Case Summary - S v Makorisha HH130/04 CRB R330/03 High Court of Zimbabwe. Harare. 16 June 2004


S v Makorisha HH130/04 CRB R330/03 High Court of Zimbabwe. Harare. 16 June 2004


 

KEY CONCEPTS

Sentencing in child rape

Rape of 6 year old


 

This matter came before the court on automatic review from the regional court and involved the rape of a 6-year-old girl. The 38-year old accused was convicted and sentenced to 5 years’ imprisonment of which 3 years was suspended. The High Court was satisfied by the conviction but gravely concerned with the sentence imposed.

The accused was separated from his wife and had 5 children. The trial magistrate appeared to have appreciated the seriousness of the crime of rape of a child, because he stated that crimes of this nature always attract sentences of imprisonment in the region of 8 to 10 years. Despite appreciating the seriousness of the crime, he nevertheless imposed the above sentence. His reasons were as follows:

“In this case it appears that accused was tempted persistently by a group of silly girls to do what he did. His blameworthiness is lowered considerably by the provocation he was subjected to. In sentencing him one considers that at his age he should have resisted the taunts. By his own admission, it was clear that complainant is too young for him to be intimate with her.

“Accused abandoned the rape on his own once complainant started crying in pain. That too is mitigatory. The doctor who examined complainant’s private parts found them normal. Complainant’s virginity was not tempered with. Further no physical harm was done to the 6-year-old girl. Complainant herself did not report the rape to her mother. I doubt if she was emotionally traumatised by this momentary and partial penetration.”

FACTS: According to the accused, a group of 5 girls were teasing him and requested him to expose his private parts to them. He refused to do so, but they then exposed the private parts of one girl to him and then later that of the complainant. They pushed the complainant through a fence to the accused’s side and asked him to try his luck at having sexual intercourse with her. As he had been sexually aroused by the exposure of the complainant’s private parts, he grabbed the complainant and tried to insert his penis into the child’s vagina. The complainant cried and he immediately abandoned the attempt at sexual intercourse, realising that his penis could not fit into the child’s vagina.

DISCUSSION: The High Court was confused by how the accused, a man of 38 years, could be teased by a group of 5 children of the age of 6 and succumb to a temptation. The teasing was supposedly done by a group of very young children who would not know about sexual matters. The accused seemed to suggest that two of the children were a little older and one was apparently in grade 5. He suggested that it was these two older girls who exposed the complainant’s private parts and who persistently requested him to have sexual intercourse with the complainant but he refused until they allegedly ordered him to do so.

The High Court was disparaging about the accused’s explanation:

“This is incredible. What the accused was alleging seems to suggest to me that the accused may not be quite normal or he is a simpleton. Otherwise how can children of that age tease such an old man, compared to them, about sexual matters if he was quite normal? One is inclined to think that the children have known him to be of low intellect and they can play with him in the manner described. They would not have dared playing with him in that fashion if he was quite normal. He would have told them that he would beat them up if they tried to continue doing something silly like that. He would have straight away told them to go away and would have told them that he was going to tell their parents about what they had done. His suggestion that the little children ordered him to have sexual intercourse with a child of six years is incredible and, with respect, does not make sense to any normal mature person.”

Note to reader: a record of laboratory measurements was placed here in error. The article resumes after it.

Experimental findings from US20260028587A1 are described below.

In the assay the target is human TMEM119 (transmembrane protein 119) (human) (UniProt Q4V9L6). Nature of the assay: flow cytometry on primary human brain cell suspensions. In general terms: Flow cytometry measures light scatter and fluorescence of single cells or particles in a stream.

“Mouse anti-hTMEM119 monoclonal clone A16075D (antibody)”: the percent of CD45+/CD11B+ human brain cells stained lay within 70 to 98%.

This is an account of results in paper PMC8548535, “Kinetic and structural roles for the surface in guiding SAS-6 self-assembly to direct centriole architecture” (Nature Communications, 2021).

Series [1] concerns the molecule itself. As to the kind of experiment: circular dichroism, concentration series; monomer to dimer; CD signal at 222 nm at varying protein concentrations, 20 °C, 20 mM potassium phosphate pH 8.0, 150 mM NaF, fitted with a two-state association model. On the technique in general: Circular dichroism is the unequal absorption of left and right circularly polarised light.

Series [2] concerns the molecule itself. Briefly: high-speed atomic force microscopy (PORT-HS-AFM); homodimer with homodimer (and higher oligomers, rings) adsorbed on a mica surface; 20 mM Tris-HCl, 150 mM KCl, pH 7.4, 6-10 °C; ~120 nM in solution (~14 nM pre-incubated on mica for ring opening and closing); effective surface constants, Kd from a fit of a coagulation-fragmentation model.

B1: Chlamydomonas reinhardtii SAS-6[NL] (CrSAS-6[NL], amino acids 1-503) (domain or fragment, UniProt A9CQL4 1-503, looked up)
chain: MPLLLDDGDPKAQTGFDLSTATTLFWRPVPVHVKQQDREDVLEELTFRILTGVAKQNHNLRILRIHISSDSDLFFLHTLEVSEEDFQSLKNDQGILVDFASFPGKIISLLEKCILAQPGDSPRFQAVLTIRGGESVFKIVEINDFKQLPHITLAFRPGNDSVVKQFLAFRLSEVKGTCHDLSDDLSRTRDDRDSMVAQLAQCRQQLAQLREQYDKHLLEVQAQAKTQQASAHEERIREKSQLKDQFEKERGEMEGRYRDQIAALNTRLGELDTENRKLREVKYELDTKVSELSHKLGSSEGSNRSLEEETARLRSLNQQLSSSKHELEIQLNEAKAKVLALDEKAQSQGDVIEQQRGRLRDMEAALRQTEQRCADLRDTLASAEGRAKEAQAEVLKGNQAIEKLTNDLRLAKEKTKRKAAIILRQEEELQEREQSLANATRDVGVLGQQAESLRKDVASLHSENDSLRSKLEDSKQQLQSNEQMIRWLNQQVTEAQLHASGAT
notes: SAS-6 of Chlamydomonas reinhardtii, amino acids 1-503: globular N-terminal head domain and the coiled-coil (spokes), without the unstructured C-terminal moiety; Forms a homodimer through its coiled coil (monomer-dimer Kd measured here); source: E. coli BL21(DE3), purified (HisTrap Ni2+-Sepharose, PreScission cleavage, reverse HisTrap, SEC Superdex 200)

The court made the following points about the rape of a child:

  • Accused persons who rape children need to be adequately punished and should expect severe penalties

  • In Chidodo v S HH78/98 Blackie J stated: “Firstly and primarily rape is a very serious offence. It is a gross violation of the rights, body and dignity of the complainant. The offence is aggravated when it is committed on a child. A severe penalty must be seen to have been given.

  • In the earlier case of Daniel Phiri v S HH219/93 Mubako J stated that: “It is important that the courts protect victims of sexual aggression who are usually woman. Sexual assaults are a most reprehensible invasion of one’s body, one’s personality and dignity, the more so when it is perpetrated on young people.”

  • The court of appeal quoted the above cases with approval in Thomas Amuvet. Nyamimba v S HH204/02 where a 44-year-old man raped a 6-year girl: “These sentiments are now even more valid in view of the high incidents of sexually transmitted diseases and the rampant spread of HIV-AIDS in Zimbabwe. Given the high incidents of rape of innocent young children and their possible exposure to these diseases, the courts must impose severe penalties in order to deter offenders from committing such offences. That this view is widely held in Zimbabwe is evidenced by the recent promulgation of the Sexual Offences Act [Chapter 9:12] and the severe penalties which are provided therein. In my view given the above dangers to which a rape victim is exposed, a rape perpetrated on a young girl should attract a sentence of at least 10 to 15 years imprisonment.”

FINDING: The High Court found the sentence imposed to be so grossly inadequate as to induce a sense of shock. Accordingly, the court found itself unable to certify the proceedings as being in accordance with real and substantial justice.

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